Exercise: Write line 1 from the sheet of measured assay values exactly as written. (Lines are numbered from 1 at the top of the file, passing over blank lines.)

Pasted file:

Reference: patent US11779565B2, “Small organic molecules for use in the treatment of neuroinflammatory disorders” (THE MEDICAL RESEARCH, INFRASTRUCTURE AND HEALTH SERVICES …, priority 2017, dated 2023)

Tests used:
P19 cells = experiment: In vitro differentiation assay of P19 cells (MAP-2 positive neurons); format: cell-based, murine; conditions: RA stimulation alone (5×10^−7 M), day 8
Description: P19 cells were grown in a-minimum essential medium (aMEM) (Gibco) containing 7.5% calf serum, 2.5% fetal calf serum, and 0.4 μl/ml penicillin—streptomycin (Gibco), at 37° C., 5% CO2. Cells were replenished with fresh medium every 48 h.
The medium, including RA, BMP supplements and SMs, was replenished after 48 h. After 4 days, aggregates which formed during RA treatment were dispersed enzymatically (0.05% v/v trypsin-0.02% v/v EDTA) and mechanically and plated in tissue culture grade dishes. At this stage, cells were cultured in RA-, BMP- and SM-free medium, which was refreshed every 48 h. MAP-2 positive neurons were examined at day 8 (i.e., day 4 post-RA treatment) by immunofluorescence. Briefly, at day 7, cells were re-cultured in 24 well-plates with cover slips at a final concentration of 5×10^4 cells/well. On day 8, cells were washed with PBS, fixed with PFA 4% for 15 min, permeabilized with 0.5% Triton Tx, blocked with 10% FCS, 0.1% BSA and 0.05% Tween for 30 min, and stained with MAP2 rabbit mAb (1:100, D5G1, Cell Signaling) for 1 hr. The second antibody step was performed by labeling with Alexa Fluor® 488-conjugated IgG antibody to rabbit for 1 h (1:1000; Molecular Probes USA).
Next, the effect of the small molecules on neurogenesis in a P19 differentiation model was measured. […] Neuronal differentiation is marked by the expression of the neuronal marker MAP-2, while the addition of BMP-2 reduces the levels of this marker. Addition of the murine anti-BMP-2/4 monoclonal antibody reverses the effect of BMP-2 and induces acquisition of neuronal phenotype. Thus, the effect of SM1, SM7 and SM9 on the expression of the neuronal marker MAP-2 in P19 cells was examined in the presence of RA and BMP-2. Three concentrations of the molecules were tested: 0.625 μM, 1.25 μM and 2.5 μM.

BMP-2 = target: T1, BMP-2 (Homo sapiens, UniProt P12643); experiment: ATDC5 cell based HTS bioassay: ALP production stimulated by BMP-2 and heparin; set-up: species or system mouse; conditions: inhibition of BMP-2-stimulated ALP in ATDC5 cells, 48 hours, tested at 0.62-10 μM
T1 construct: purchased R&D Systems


Reference: patent US11779565B2, “Small organic molecules for use in the treatment of neuroinflammatory disorders” (THE MEDICAL RESEARCH, INFRASTRUCTURE AND HEALTH SERVICES …, priority 2017, dated 2023)